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Imaging in Living Cells Symposium, July 10

The National Institute of General Medical Sciences will sponsor a symposium, "Tools for Discovery: Imaging Molecular Events in Living Cells," on Thursday, July 10, 8:30 a.m. to noon, in Lipsett Amphitheater, Bldg. 10.

Biological imaging of dynamic molecular events in living cells promises to provide new insights into fundamental cellular processes. Recent advances in the tools used for intracellular imaging have opened the door to new information on the spatial and temporal relationships between molecules within the cell. The complex behavior of individual molecules and molecular assemblies, and their movement within the cell, can now be captured by increasingly sophisticated optical microscopic techniques. This symposium will feature examples of leading technologies that extend the limits of biological imaging to give high resolution detail on dynamic cellular events in vivo.

This image shows an abnormal mitotic spindle — the structure that pulls chromosomes to opposite ends of the cell during cell division — in a mammalian cell. A normal mitotic spindle is made up of two spindle poles, one at each end. This image shows a cell that has been experimentally treated with an inhibitor that has blocked formation of one of the spindle poles. The cell's chromosomes (red) are attached to the mitotic spindle fibers (green) radiating from the single pole. (Image courtesy of Ted Salmon, University of North Carolina, Chapel Hill)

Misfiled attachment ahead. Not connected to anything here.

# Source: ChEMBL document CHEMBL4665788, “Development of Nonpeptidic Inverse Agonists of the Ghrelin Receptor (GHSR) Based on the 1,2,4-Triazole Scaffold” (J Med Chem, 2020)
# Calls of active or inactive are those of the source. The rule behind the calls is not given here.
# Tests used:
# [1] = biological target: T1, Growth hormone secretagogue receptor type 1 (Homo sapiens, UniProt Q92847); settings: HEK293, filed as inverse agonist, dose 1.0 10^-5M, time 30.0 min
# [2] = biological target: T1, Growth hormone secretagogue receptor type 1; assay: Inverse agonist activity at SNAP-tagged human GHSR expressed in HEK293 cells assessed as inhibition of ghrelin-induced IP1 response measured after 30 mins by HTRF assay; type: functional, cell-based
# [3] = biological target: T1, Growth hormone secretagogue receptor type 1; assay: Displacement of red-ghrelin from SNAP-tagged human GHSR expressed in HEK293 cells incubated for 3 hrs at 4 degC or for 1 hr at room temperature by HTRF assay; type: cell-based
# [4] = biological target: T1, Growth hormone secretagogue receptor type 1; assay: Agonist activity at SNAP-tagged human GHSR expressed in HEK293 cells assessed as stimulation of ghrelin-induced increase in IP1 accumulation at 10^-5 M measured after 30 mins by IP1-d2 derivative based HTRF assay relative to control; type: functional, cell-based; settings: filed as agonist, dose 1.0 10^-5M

The program includes five speakers: Wolfhard Almers of the Vollum Institute, Oregon Health and Science University; Jennifer Lippincott-Schwartz of NICHD; Ted Salmon of the University of North Carolina, Chapel Hill; Roger Tsien of the University of California, San Diego; and Simon Weiss of the University of California, Los Angeles.

There is no fee, but advance registration is required. To register online, go to http://pub.nigms.nih.gov/imaging.

Sign language interpretation will be provided. For information or other accommodation, contact Terese Trent, trentt@nigms.nih.gov or call 594-0828.


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